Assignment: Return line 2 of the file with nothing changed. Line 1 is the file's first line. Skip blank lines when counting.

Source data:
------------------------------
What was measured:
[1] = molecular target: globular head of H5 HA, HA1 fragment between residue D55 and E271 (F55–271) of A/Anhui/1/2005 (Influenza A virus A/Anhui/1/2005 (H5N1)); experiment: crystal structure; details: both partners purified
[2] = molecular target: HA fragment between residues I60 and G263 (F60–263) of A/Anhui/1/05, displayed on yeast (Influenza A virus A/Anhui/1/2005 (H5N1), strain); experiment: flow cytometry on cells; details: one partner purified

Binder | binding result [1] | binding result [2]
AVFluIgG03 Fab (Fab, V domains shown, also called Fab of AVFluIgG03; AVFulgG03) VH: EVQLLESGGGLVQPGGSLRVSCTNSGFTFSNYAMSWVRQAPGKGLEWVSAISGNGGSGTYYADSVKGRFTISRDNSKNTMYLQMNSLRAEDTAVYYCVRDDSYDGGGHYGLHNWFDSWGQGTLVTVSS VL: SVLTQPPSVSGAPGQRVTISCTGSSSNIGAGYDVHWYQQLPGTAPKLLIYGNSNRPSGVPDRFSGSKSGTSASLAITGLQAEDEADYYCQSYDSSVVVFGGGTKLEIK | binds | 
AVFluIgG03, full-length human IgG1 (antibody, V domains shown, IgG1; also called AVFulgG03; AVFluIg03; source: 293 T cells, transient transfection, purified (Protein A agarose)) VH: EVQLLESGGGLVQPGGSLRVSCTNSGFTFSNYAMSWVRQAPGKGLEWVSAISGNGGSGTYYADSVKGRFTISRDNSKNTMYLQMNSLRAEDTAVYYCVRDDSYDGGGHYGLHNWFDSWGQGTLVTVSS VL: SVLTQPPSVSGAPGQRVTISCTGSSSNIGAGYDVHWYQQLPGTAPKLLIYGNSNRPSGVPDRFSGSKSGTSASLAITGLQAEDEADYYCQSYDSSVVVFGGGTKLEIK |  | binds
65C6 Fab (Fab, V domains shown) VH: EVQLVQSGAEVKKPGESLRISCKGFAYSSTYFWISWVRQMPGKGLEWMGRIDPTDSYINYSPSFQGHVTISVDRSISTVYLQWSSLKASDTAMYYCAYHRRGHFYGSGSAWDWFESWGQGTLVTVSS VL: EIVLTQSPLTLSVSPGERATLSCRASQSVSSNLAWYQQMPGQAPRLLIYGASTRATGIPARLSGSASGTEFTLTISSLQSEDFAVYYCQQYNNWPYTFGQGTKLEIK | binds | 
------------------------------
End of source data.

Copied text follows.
[1] = molecular target: globular head of H5 HA, HA1 fragment between residue D55 and E271 (F55–271) of A/Anhui/1/2005 (Influenza A virus A/Anhui/1/2005 (H5N1)); experiment: crystal structure; details: both partners purified